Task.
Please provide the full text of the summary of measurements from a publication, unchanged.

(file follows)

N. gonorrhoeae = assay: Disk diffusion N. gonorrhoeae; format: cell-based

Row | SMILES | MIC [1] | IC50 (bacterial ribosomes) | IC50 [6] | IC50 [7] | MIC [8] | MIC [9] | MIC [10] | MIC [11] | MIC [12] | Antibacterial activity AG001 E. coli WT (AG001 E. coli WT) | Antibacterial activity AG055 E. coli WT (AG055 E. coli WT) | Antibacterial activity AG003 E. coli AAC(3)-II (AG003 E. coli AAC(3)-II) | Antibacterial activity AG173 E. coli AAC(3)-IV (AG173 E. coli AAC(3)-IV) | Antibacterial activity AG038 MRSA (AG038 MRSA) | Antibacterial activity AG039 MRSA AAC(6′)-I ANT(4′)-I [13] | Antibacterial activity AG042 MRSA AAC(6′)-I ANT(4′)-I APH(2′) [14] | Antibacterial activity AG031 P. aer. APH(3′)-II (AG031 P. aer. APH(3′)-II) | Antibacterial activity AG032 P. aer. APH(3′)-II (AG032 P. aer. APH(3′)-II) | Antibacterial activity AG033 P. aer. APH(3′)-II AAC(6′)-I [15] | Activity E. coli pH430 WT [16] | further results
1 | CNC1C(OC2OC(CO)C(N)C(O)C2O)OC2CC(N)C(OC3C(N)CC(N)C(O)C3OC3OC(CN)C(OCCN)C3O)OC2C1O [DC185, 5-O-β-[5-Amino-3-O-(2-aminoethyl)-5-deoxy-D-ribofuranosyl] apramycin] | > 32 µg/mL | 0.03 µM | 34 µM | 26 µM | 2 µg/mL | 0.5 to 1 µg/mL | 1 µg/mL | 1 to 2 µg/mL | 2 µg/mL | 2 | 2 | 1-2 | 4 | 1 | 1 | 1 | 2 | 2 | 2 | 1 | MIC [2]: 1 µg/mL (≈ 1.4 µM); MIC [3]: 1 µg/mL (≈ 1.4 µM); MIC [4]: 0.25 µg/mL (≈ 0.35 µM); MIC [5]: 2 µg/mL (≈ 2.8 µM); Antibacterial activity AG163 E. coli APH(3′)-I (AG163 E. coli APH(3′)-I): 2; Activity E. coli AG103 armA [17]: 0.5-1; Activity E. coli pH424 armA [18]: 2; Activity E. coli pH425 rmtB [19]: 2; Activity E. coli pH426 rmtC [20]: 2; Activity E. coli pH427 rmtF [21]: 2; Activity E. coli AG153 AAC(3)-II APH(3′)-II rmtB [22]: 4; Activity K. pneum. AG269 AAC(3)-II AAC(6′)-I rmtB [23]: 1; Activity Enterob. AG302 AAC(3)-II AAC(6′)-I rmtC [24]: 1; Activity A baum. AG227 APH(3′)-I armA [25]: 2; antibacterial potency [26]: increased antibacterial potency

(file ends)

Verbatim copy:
N. gonorrhoeae = assay: Disk diffusion N. gonorrhoeae; format: cell-based

Row | SMILES | MIC [1] | IC50 (bacterial ribosomes) | IC50 [6] | IC50 [7] | MIC [8] | MIC [9] | MIC [10] | MIC [11] | MIC [12] | Antibacterial activity AG001 E. coli WT (AG001 E. coli WT) | Antibacterial activity AG055 E. coli WT (AG055 E. coli WT) | Antibacterial activity AG003 E. coli AAC(3)-II (AG003 E. coli AAC(3)-II) | Antibacterial activity AG173 E. coli AAC(3)-IV (AG173 E. coli AAC(3)-IV) | Antibacterial activity AG038 MRSA (AG038 MRSA) | Antibacterial activity AG039 MRSA AAC(6′)-I ANT(4′)-I [13] | Antibacterial activity AG042 MRSA AAC(6′)-I ANT(4′)-I APH(2′) [14] | Antibacterial activity AG031 P. aer. APH(3′)-II (AG031 P. aer. APH(3′)-II) | Antibacterial activity AG032 P. aer. APH(3′)-II (AG032 P. aer. APH(3′)-II) | Antibacterial activity AG033 P. aer. APH(3′)-II AAC(6′)-I [15] | Activity E. coli pH430 WT [16] | further results
1 | CNC1C(OC2OC(CO)C(N)C(O)C2O)OC2CC(N)C(OC3C(N)CC(N)C(O)C3OC3OC(CN)C(OCCN)C3O)OC2C1O [DC185, 5-O-β-[5-Amino-3-O-(2-aminoethyl)-5-deoxy-D-ribofuranosyl] apramycin] | > 32 µg/mL | 0.03 µM | 34 µM | 26 µM | 2 µg/mL | 0.5 to 1 µg/mL | 1 µg/mL | 1 to 2 µg/mL | 2 µg/mL | 2 | 2 | 1-2 | 4 | 1 | 1 | 1 | 2 | 2 | 2 | 1 | MIC [2]: 1 µg/mL (≈ 1.4 µM); MIC [3]: 1 µg/mL (≈ 1.4 µM); MIC [4]: 0.25 µg/mL (≈ 0.35 µM); MIC [5]: 2 µg/mL (≈ 2.8 µM); Antibacterial activity AG163 E. coli APH(3′)-I (AG163 E. coli APH(3′)-I): 2; Activity E. coli AG103 armA [17]: 0.5-1; Activity E. coli pH424 armA [18]: 2; Activity E. coli pH425 rmtB [19]: 2; Activity E. coli pH426 rmtC [20]: 2; Activity E. coli pH427 rmtF [21]: 2; Activity E. coli AG153 AAC(3)-II APH(3′)-II rmtB [22]: 4; Activity K. pneum. AG269 AAC(3)-II AAC(6′)-I rmtB [23]: 1; Activity Enterob. AG302 AAC(3)-II AAC(6′)-I rmtC [24]: 1; Activity A baum. AG227 APH(3′)-I armA [25]: 2; antibacterial potency [26]: increased antibacterial potency